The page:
The big clamps you see in the fields are not compost though, they are silage that plastic is there to STOP it rotting into compost, by excluding air.
  • emma96nathanemma96nathan CanadaPosts: 9
    bobloes said:
    Hi All

    I have been making compost for quite a few years - well trying to!  I get maybe two barrow loads after two years of adding, turning, blah blah blah.  I have had some good heat, obviously most notably when the grass cuttings or plant shredding in autumn goes on top.  I have two self constructed wooden cubes with air gaps. Farmers, I think, put black plastic over their heaps in the fields.  So should I do the same and if so would it be worth putting something thicker for greater insulation.  I know it might be awkward when turning but if it improves my yield I can live with it.  BTW I think I do the normal things like green and brown waste and turning, even tried mixing in industrial wood shreddings.  It all works but very slowly.  I live in Dorset but I do not think external temperature that important.  Any thoughts?

    Cheers

    Bob
    When you use food scraps, obviously you need to cover it with another layer of compost like a layer of dried leaves..grass or somethin make sure none of the food waste is peeking through :) hope it helps
  • bobloesbobloes Posts: 117
    Thanks for all those ideas, comments and experiences; the latter making me very jealous re speed.  Even in this baking summer the heap never really dried out as might have been expected.  I turn it whenever I put grass cuttings on top so it can be between two to four weeks depending on growth.  The heat I mentioned earlier generally dissipates within a week until the next layering.  Should I turn it more often?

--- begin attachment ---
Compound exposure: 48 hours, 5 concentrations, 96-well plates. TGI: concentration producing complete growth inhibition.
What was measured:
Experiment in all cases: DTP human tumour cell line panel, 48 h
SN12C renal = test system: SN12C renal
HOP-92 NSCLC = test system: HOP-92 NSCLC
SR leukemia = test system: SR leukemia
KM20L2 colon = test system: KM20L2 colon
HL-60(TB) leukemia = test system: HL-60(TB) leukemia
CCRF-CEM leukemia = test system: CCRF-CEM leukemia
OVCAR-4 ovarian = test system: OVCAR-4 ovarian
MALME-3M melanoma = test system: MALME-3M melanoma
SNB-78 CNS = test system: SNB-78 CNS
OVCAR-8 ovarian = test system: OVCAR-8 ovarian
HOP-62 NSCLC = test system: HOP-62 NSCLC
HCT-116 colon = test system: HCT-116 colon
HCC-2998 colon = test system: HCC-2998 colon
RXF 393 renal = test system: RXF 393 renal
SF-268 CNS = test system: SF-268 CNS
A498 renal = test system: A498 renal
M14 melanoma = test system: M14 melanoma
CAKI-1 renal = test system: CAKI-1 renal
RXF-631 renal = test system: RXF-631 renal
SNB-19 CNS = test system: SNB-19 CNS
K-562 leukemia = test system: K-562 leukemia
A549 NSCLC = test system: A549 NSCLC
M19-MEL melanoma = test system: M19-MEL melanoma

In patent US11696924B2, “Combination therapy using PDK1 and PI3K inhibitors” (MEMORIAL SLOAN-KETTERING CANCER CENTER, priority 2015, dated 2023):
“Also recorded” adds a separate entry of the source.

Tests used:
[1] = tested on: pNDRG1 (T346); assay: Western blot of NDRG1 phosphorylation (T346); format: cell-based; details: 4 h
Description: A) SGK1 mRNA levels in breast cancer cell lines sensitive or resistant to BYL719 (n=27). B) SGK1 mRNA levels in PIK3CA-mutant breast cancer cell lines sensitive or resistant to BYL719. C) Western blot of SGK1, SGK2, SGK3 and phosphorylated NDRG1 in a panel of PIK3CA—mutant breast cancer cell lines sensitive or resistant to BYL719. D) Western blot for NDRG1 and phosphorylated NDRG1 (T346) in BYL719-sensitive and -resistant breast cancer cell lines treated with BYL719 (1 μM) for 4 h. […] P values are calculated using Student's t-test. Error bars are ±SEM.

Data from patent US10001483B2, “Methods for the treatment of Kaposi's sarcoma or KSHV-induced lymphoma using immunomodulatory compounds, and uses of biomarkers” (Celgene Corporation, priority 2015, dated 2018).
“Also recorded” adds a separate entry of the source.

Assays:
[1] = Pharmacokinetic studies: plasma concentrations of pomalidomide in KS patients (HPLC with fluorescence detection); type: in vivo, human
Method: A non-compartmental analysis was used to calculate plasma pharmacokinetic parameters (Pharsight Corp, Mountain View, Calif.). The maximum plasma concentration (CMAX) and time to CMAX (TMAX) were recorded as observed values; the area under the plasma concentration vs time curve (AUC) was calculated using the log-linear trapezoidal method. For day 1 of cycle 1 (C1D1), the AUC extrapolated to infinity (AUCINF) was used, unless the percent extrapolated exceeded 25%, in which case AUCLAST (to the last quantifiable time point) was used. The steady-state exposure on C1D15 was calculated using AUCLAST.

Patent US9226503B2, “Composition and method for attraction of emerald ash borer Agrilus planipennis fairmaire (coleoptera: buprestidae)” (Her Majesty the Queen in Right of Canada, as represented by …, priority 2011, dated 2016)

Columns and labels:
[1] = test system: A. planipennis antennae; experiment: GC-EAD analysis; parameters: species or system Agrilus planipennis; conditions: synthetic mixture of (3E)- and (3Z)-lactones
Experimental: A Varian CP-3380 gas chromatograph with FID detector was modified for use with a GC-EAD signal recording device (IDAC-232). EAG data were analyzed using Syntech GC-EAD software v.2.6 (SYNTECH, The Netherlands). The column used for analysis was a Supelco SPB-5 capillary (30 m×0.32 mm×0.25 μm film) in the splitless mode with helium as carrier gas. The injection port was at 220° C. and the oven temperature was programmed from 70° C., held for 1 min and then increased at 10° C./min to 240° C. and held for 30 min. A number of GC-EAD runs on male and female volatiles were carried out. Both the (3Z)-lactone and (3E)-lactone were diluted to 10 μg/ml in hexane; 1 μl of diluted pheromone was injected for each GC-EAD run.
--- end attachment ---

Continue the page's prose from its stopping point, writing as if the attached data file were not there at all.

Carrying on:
Here is a picture of my compost containers, each 80x70x60 cm.  The left one is empty, normally at the turn of the year I transfer the contents of the right one into it and start again on the right.  I continue to turn both until the contents of the left one are usable.  So maybe I get the compost after 18 months rather than two years.  Anything obviously wrong?
    Cheers Bob


  • Hostafan1Hostafan1 Posts: 22,256
    I'd put more timber to cover up those gaps.
    IMHO you only need about a 2" gap at the bottom to allow air to be drawn in. I think  you're just losing heat with all those gaps.
    Devon.
  • LynLyn DevonPosts: 14,714
    edited October 2018
    I haven’t got any air gaps at all in my two wooden bins, I incorporate air by turning. 
    Looking at you photo again, I would say there’s plenty enough in there, don’t add anymore, it looks quite compressed, you need to fluff it up a bit so there’s air in there.
    with the paper you put on, it’s a good idea to screw it into balls, that way there will be air pockets.  
    I would take that fresh stuff of the top, turn it with a garden fork then up turn into the other side and cover with carpet p, fill in the spaces and leave until the bin is full again, then the left hand side should be ready for bagging up until you want to use it. 
    Gardening on the wild, windy west side of Dartmoor.